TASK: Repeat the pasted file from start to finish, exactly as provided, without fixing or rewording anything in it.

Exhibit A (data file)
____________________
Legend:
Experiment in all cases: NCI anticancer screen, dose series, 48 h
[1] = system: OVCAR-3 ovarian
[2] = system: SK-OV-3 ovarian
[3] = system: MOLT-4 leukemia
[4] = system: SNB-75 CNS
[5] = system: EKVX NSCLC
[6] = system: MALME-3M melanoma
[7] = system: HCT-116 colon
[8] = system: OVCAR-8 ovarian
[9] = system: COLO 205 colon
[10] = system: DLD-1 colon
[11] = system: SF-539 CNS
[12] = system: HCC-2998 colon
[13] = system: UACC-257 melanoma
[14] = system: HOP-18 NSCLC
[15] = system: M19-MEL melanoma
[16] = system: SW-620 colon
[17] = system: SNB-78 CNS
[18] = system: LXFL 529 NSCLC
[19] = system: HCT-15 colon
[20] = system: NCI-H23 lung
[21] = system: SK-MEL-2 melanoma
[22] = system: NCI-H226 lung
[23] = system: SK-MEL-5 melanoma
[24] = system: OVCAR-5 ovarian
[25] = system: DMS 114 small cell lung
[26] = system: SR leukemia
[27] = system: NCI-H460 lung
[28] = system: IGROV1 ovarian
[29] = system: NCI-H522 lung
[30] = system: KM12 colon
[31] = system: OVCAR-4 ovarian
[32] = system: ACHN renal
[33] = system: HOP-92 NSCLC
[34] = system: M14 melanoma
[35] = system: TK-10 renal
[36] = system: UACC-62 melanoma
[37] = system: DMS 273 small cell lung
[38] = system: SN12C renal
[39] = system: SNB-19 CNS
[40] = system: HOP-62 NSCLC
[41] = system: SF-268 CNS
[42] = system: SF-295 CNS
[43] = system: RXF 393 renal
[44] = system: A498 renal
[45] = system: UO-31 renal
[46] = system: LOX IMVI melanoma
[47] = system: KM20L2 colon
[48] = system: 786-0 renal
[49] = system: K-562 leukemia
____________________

Legend:
Experiment in all cases: NCI anticancer screen, dose series, 48 h
[1] = system: OVCAR-3 ovarian
[2] = system: SK-OV-3 ovarian
[3] = system: MOLT-4 leukemia
[4] = system: SNB-75 CNS
[5] = system: EKVX NSCLC
[6] = system: MALME-3M melanoma
[7] = system: HCT-116 colon
[8] = system: OVCAR-8 ovarian
[9] = system: COLO 205 colon
[10] = system: DLD-1 colon
[11] = system: SF-539 CNS
[12] = system: HCC-2998 colon
[13] = system: UACC-257 melanoma
[14] = system: HOP-18 NSCLC
[15] = system: M19-MEL melanoma
[16] = system: SW-620 colon
[17] = system: SNB-78 CNS
[18] = system: LXFL 529 NSCLC
[19] = system: HCT-15 colon
[20] = system: NCI-H23 lung
[21] = system: SK-MEL-2 melanoma
[22] = system: NCI-H226 lung
[23] = system: SK-MEL-5 melanoma
[24] = system: OVCAR-5 ovarian
[25] = system: DMS 114 small cell lung
[26] = system: SR leukemia
[27] = system: NCI-H460 lung
[28] = system: IGROV1 ovarian
[29] = system: NCI-H522 lung
[30] = system: KM12 colon
[31] = system: OVCAR-4 ovarian
[32] = system: ACHN renal
[33] = system: HOP-92 NSCLC
[34] = system: M14 melanoma
[35] = system: TK-10 renal
[36] = system: UACC-62 melanoma
[37] = system: DMS 273 small cell lung
[38] = system: SN12C renal
[39] = system: SNB-19 CNS
[40] = system: HOP-62 NSCLC
[41] = system: SF-268 CNS
[42] = system: SF-295 CNS
[43] = system: RXF 393 renal
[44] = system: A498 renal
[45] = system: UO-31 renal
[46] = system: LOX IMVI melanoma
[47] = system: KM20L2 colon
[48] = system: 786-0 renal
[49] = system: K-562 leukemia